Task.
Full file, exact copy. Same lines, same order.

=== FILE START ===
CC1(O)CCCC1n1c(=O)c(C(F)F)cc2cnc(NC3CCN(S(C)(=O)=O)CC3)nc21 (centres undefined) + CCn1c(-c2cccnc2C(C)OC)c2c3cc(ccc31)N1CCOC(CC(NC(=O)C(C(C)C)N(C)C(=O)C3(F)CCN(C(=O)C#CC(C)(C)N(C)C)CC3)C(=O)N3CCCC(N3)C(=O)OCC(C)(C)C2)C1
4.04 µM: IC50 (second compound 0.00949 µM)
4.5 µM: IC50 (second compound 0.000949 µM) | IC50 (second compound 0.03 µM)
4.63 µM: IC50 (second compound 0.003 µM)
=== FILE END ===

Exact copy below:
CC1(O)CCCC1n1c(=O)c(C(F)F)cc2cnc(NC3CCN(S(C)(=O)=O)CC3)nc21 (centres undefined) + CCn1c(-c2cccnc2C(C)OC)c2c3cc(ccc31)N1CCOC(CC(NC(=O)C(C(C)C)N(C)C(=O)C3(F)CCN(C(=O)C#CC(C)(C)N(C)C)CC3)C(=O)N3CCCC(N3)C(=O)OCC(C)(C)C2)C1
4.04 µM: IC50 (second compound 0.00949 µM)
4.5 µM: IC50 (second compound 0.000949 µM) | IC50 (second compound 0.03 µM)
4.63 µM: IC50 (second compound 0.003 µM)